April 5-6, 2018 A student, Dean and Dr. Krentz meet to discuss the complaint of racist words uttered by Dr. Krentz on February 28. A request for public confession and plan for right action is made. The plan for right action is received and shared with Black peers but no public confession has been made.
On the evening of April 5 a student confronts Acting-President Dunlop over his “watermelon” statement in a public forum. Here is the statement the student read aloud:
Bishop Dunlop, my consistent witness to the crises of the last three months has been a posture of lament and a call to public confession as the correct first step toward both forgiveness and right public action. I’ve made these calls to right public confession in letters to Dr. Latini, to our Board of Trustees, and now I make this call to confession to you in person.
In our meeting on Monday, March 26 we spoke about Luther’s theology of two kingdoms. You rightly referenced how in the kingdom of the Spirit of God’s Grace we may rightly come to forgive our siblings in Christ who have publicly confessed that they’ve wronged us even while we cannot allow that sibling a continued leadership role in the earthly institution due to the hurt caused and the healing that may come only with time.
Bishop Dunlop, I am sick, sick with fear for my siblings in Christ, sick with anger for how this institution continues to treat its most vulnerable members. On Tuesday, March 27 you attended a meeting of Urban Theological Institute (UTI) students, select faculty and a small group of white lutheran students. I was one of these white allies present in the meeting to make our public confession of how we as white lutheran siblings have failed our peers of color. Prior to the UTI meeting you attended an Advancement team meeting in which you made a racist reference to the Black community of ULS when you said “I feel like this [situation at the Seminary] is like the Israelites who wanted to return to Egypt because the watermelon is better.” (For my white peers who may not get the reference, watermelons have been viewed as a major symbol in the iconography of racism in the United States.) In this statement you were suggesting that my Black peers and colleagues were like the grumbling children of Israel lost in the wilderness. You wrongly diminished the perpetual cries of my African descent peers as the whines of an unfaithful tribe rather than seeing them rightly as the grieving laments of a people continually condemned to the margins of society and the margins of this seminary. The staff members present in the room further reported to me today that you made this statement with laughter and mirth. They have rightly filed complaints against you for this racist micro aggression. I issue my complaint now in public.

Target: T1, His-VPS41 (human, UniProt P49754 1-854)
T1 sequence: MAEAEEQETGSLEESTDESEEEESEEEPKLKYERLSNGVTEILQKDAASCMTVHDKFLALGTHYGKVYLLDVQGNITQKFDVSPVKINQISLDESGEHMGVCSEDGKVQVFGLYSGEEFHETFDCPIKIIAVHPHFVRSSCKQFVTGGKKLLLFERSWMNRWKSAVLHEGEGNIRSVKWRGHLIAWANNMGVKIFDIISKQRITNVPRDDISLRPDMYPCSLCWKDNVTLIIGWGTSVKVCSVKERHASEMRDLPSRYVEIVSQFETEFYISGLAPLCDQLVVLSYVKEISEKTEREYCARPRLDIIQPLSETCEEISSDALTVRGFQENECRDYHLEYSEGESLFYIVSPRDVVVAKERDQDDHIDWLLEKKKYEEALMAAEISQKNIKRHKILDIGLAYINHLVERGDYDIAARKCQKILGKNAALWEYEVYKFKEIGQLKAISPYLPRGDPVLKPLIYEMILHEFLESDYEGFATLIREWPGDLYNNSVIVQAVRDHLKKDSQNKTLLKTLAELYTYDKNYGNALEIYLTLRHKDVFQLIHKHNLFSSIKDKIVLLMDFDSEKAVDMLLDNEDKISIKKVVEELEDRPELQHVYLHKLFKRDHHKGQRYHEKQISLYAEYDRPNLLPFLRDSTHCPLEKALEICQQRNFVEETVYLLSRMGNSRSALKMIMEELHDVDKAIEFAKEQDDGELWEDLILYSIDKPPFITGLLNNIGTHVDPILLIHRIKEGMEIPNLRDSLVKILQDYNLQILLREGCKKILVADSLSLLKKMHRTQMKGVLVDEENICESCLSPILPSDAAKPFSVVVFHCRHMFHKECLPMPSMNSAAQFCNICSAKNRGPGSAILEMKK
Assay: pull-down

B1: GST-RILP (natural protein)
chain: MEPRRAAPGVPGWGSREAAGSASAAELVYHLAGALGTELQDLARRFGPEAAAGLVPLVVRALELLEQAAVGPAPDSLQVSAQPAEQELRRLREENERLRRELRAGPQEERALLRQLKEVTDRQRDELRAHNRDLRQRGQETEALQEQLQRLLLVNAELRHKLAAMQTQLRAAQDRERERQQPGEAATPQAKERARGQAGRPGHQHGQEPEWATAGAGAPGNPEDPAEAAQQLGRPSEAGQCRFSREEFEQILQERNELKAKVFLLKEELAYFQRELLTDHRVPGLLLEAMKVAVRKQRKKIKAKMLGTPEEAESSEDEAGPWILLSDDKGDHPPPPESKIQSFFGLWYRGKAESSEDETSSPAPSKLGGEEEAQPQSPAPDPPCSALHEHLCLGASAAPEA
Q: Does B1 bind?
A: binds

You cannot continue to stand as a leader of United Lutheran Seminary. By what you have done and by what you have left undone, you have perpetuated fear and anger in our Christian community. You have not loved us with your whole heart; you have not loved your Black neighbors nor their white allies as yourself. As I await your confession to me and to my peers for the ways in which you have continued to demean us as the full and diverse body of Christ, I will again enter a posture of lament by ceasing my work as a student until you confess your wrong doing. I offer no hope to you that right relationship may one day be restored, only that these racist words said by you be rightly confessed for any possible progress. I await your confession.
Jim Dunlop replied with a partial denial saying: “I do not remember saying it. It is something I could potentially say, due to the story resonating with me. If there was a tape recorder, if there were notes taken, then…” On April 6 this student informs some faculty and the Boards Acting-Chair of this public request for confession for the watermelon statement. The Board Chair informs this student she has recused herself from investigating Acting-President Dunlop. Other board members follow her lead in recusing themselves of investigating Acting-President Dunlop’s racist words and actions.
It is important to note here that the statement made by Jim Dunlop and the complaints that followed have been investigated by a human resources firm hired by the Board of Trustees. This is not the only incident in which complaints against Jim Dunlop have been filed, but it is one that is most widely known among the students. As of July 2018 many complaints against Jim Dunlop had been substantiated and reported to the board. Yet Jim Dunlop still retained his seat on the board without acknowledging why many in the ULS community found his presence problematic to reconciliation and moving forward.
This timeline went through an extensive vetting from April of 2018 through the present to ensure that it is true, and it was shared with ULS leadership routinely from April through September. It is only after this timeline was made public (Oct. 10, 2018) that Bishop Dunlop resigned from the ULS Board of Trustees. Rightly contextualized, both Dr. Krentz and Bishop Dunlop’s actions may be seen as both an individual’s acts which are also part of the ongoing systemic issue of racism specific to ULS. Many of the proposed policies in the ULS Policy Survey seek to address these ongoing systemic issues in the ULS community. This announcement is part of the timeline of racism at United Lutheran Seminary